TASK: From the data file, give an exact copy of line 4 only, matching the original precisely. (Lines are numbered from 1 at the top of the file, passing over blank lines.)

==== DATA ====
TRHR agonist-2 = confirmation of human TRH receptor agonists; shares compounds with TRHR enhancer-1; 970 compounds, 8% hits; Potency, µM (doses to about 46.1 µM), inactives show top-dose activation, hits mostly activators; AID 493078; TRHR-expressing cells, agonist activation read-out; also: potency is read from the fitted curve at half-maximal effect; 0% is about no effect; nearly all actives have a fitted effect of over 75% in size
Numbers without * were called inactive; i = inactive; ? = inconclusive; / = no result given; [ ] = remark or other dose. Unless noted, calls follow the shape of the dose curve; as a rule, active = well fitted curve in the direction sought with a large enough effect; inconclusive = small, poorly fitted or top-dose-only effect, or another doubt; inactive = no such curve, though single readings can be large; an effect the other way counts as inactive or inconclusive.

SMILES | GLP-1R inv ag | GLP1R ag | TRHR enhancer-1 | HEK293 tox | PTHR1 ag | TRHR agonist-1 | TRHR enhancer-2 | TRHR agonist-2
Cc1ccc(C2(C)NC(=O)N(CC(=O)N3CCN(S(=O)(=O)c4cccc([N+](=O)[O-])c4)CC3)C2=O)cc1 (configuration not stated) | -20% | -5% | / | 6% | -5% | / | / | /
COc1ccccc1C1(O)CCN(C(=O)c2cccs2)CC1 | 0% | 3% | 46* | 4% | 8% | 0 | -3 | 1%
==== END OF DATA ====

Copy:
Cc1ccc(C2(C)NC(=O)N(CC(=O)N3CCN(S(=O)(=O)c4cccc([N+](=O)[O-])c4)CC3)C2=O)cc1 (configuration not stated) | -20% | -5% | / | 6% | -5% | / | / | /